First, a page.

BOXFORD CNC LATHE
About 3 years ago I decided that I wanted to see what CNC was about. I had read some beginners guides to CNC, and CNC programming, but it was obvious that I would need to buy a CNC machine and actually start machining if I was to make any real progress.
Initially I bought a second hand lathe which had been converted to CNC. It was a Seig C3, and stepper motors had been installed on the lead screw and cross slide screw. Some low end electronics connected to a PC, and the setup was controlled with Mach3.
Needless to say, this machine gave poor results. Poor finish, and poor reproducibility of dimensions. The lathe was low quality to start with, and the CNC components were low end. I was inclined to blame the lack of ball screws, but in retrospect, that was only one of the many problems. It did however give me a taste of the process of CNC programming, and finishing with a CNC turned item. I also developed some familiarity with Mach 3, and became a licensed user of the excellent software.
Then I saw a Boxford CNC lathe, owned by a friend in my engineering club (GSMEE). It was 30 years old, and had started life as a technical school teaching lathe. The original electronics and operating system were based on a CPM computer, pre-dating Windows, even pre-dating DOS. It ran on software which was loaded each session from a 5.25″ floppy disk, with a capacity of 180 kilobytes.
My friend had changed the operating system to Windows and Mach 3. That involved changing many of the electronic components in the lathe, and hooking up a PC.
The lathe was an English Boxford TCL 125. The swing is only 125mm (62.5mm above the bed), and the maximum length which can be machined is also 125mm. The spindle is belt driven, and spindle speeds range up to 3000 rpm. The tool post is a very nice quick change Dickson. The spindle bore is 19mm. The whole machine has a quality appearance and feel. My friend was producing work with fine finishes, and consistent dimensions.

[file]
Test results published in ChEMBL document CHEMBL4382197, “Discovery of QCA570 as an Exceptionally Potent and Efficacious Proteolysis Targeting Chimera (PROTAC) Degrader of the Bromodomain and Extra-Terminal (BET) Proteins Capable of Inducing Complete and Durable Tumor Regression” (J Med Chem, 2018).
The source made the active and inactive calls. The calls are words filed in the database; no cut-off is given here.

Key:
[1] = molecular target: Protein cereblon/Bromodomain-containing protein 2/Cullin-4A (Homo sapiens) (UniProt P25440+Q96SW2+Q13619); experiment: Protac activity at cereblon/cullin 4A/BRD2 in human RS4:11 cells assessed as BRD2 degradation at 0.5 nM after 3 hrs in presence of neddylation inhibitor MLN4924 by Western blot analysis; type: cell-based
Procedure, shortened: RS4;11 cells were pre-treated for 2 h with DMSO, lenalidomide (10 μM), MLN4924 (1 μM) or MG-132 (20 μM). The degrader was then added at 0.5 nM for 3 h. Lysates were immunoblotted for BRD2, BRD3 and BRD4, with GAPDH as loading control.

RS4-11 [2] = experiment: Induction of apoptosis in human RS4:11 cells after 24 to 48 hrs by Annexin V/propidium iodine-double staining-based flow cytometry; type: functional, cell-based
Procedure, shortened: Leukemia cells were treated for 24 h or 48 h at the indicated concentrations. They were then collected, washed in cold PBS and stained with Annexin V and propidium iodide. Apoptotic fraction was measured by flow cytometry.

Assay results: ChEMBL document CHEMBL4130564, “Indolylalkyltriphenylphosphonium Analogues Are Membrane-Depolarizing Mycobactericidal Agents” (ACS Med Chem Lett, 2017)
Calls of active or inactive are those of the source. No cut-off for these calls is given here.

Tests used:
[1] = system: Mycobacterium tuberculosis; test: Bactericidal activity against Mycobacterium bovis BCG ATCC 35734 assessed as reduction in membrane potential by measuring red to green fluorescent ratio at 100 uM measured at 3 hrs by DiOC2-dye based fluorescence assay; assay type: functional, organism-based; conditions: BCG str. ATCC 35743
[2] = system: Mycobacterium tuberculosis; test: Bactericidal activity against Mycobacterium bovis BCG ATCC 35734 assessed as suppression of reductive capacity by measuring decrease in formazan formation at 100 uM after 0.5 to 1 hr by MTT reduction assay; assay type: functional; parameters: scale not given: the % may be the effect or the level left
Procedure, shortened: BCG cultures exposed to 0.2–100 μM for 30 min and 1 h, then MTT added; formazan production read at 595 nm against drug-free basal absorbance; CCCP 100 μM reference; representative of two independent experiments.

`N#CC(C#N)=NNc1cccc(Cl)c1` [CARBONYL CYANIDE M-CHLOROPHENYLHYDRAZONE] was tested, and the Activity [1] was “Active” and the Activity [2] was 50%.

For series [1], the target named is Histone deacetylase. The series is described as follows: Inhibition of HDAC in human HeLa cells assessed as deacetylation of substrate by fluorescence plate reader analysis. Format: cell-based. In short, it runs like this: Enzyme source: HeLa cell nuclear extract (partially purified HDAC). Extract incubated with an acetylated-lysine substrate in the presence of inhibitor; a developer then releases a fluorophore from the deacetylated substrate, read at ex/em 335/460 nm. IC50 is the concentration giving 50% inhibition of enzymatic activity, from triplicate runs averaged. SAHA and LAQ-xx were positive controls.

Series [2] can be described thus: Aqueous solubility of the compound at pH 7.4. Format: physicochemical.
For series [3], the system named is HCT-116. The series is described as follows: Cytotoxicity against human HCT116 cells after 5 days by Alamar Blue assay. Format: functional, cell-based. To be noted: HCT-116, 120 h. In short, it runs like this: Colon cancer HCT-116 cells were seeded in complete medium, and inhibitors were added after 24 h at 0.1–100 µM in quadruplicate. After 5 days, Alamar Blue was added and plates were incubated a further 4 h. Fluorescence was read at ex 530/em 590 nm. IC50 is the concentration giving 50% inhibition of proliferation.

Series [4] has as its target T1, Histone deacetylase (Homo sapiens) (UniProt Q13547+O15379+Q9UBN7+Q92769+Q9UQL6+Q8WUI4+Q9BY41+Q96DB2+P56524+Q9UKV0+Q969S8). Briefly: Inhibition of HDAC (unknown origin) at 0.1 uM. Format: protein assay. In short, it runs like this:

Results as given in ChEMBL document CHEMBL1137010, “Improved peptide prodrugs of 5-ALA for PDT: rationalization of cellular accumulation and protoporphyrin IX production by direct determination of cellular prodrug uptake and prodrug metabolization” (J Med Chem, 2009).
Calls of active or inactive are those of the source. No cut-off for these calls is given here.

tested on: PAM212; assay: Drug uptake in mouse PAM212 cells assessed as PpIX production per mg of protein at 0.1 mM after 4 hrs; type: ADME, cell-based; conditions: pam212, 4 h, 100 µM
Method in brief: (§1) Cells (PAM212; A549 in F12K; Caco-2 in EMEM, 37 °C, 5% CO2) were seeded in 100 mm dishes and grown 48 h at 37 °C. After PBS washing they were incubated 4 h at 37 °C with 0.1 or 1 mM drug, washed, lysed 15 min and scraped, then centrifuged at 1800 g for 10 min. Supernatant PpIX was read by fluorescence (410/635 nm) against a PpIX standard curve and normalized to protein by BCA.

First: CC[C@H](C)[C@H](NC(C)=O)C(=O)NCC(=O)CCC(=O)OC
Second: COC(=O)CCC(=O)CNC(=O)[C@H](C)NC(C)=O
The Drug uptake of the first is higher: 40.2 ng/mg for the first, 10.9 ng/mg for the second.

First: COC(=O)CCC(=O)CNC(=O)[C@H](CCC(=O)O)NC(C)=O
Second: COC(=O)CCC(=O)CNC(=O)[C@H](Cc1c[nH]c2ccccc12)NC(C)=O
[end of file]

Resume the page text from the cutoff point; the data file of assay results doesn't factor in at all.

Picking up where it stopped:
It was clearly a quality lathe, and I asked him if he was willing to sell. The answer, not surprisingly, was no. However, he did know of an identical machine which might be for sale. To get on with this story, I did buy the second machine. It had also been a training lathe in a technical school, and was 30 years old. It was not running, but the owner said that it had been in use until recently. Since I planned to replace most of the electronics I was not too concerned that it was not working. My friend, Stuart, had indicated a willingness to manage the upgrade-conversion, which was just as well, because it really did require a level of expertise with electronics which I do not possess. Stuart had been through the process, knew exactly what was required, and is indeed, an expert.
It cost $AUD1500, which was a bit much, but the seller probably realised that I really wanted it, and priced it accordingly. I took the lathe, and the computer, and the 5.25″ floppy drive, and 6 tool holders home. I immediately put the computer and floppy drive on Ebay, and amazingly they sold for $AUD150 (to a collector of obsolete computers I presume).
We collected the various new electronic components over the next few weeks. I will list the components in the next post for your interest. Total cost of these was approximately $AUD800.
Under Stuart’s direction I removed the obsolete electronics, then in two half day sessions he installed the new ones. After some adjustments in the electronics, and in Mach 3, it was up and running.
In the subsequent 2-3 years I have replaced the ball screws (probably unnecessarily), and increased the number of tool holders to 30, and installed an ER32 collet chuck, and soft jaws on the 3 jaw Pratt Burnerd.
I have made many items and become increasingly comfortable with Mach3. I also use a very useful program called Ezilathe, which I will describe in a later post.